Chapter 1: apophenia
Her face is close, so close, and he watches it happen like a highway safety video. Catastrophic Collisions: It Could Be You . He knows that he should draw away, that this will end badly, that he’s going to be telling her in five seconds that he doesn’t want this, that the fallout of it will inflict genetic disorders on the next five generations of their conversations. And yet. In a split-second of selfish, self-righteous weakness he thinks: I want to do it anyways. I want to know. Why the fuck not.
Her mouth is on his. Warm and peregrine. An introduced species. It’s her decision. Why the fuck not.
Her mouth is opening, and he shouldn’t respond to it because he’s going to stop this in three more seconds. But he’s in this now, and he wants to. He’s spent the last six months numb and with near-constant acid reflux, his chest sometimes aching so persistently that he considered whether he might actually need to see a doctor. He is so sick of caring. She almost died. Why the fuck not.
His hands go to her hair and he turns the kiss into something almost clinically deep. As if he’s performing it. Making an encyclopedic entry. Data entry. Dana entry. This is what it’s like to do this with her.
Their faces switching sides like turns of the screw. Once, twice.
Coup de grace, he pulls her against him. Her fingers on his ears. Not urgent but firm, a commitment in it that breaks his heart. She’s always committing to him, goddamn her. God bless her. Goddamn it.
One more second.
Zero more seconds.
Zero more seconds.
Zero more seconds, Fox.
He feels the slightest tremor go through her, through those steady little hands that could be veined with radiation and carcinoma and still split an apple at fifty paces. And suddenly that’s it. He stops. He doesn’t look at her. He breathes.
He didn’t look away quick enough. He’ll have the glimpse of her breathless, expectant face filed in his brain for the rest of his life. Maybe he’ll make it the album art for the Sounds of Dana Scully LP so he’ll remember not to listen to it. Great.
He’s not looking at her but his hands still rest on either side of her face. He removes them gently, reaches for her hands instead.
He inhales, exhales.
“You don’t want to do this,” she says, kinder than he deserves.
He looks up, safe now that she’s said her line. Her mouth is chafed to a flush. Flashes of red candy suckers, a flukeman’s sucker. He’s a sucker.
“Scully, you are--” He stops. “I like you very--” he laughs wearily. Stops. Laughs. “I like you very much. I should hope that’s obvious, after all of--after everything. That’s a not a question here. I just--”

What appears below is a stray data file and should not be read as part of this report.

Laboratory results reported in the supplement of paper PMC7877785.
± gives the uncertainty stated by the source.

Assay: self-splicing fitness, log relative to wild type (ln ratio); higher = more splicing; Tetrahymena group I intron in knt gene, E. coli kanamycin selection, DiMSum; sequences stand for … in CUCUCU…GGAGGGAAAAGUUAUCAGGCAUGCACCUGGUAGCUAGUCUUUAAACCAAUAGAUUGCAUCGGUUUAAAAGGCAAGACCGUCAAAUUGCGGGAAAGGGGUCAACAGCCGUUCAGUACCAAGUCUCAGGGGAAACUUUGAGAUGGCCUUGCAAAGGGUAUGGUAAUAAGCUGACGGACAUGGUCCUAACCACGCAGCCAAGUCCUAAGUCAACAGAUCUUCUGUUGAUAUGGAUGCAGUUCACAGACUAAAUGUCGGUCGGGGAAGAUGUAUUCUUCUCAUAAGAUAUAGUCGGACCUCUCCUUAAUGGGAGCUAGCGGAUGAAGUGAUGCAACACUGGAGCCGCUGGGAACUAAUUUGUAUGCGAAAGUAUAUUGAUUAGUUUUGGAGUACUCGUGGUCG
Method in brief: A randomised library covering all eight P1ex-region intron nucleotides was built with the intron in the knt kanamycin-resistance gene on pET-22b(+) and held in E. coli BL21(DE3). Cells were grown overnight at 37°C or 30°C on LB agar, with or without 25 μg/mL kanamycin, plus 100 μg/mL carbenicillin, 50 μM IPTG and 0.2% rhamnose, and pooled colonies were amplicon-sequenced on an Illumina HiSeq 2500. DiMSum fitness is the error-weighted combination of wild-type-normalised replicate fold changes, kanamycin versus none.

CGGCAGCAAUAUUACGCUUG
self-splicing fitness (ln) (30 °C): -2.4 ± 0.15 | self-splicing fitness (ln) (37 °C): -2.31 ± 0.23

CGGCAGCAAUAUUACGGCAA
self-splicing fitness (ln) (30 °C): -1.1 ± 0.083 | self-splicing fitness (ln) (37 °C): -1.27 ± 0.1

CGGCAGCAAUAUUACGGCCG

“--I need a rest.”
“I know,” she says, looking at their hands, then up at him. “It’s okay.”
“Mulder, it’s okay. It’s really okay.” She squeezes his hands slightly and smiles. Releases them. Steps back and stumbles over her confidently forgotten coat. Picks it up. “I should probably go now, though.”
He hates her for how little embarrassment she manages to betray, loves her. Hates himself. His beard burn blushing across her face like he’s forced discomposure upon her anyways. Just the latest reason that Dana Scully’s body doesn’t get to obey her mind.
“I’ll take another look at Max in the morning,” she says at the door. “Impotence is more likely to have a physical than a psychological cause.”
Chapter 2: gigantomachy
By the close of Fox Mulder’s one and only inpatient clinical psych rotation, a requirement for his Doctorate in Experimental Psychology at Her Majesty’s University of Oxford, he was measuring his daily self-worth by how much time had elapsed between when he’d last seen a prematurely senile 50 year old smearing semen on a nurse’s smock and when he found himself in a private venue with his own dick in his hand. His record was about five hours after the end of a shift. His nadir was the bathroom during lunch. He made it to fourteen hours and ten minutes once, but that was only because he’d gotten so drunk on the way home that he couldn’t have gotten it up even if he’d been awake to want to.
Malfunction reveals function. No, he is not the teenage boy with the compulsive habit of stretching his own foreskin. But he has been known to fidget and to pick. He does not scream or hit when he’s been denied, but he has kicked a wall in his time. Fundamentally, there is not much difference between a paraphiliac’s sexuality and his own, in the strict sense of involuntary arousal. There is not much difference between a criminal’s behavior and his own capability for I want . Not much difference, but enough. The difference between permanent residence in a grim institution and living a life of respectable disrepute.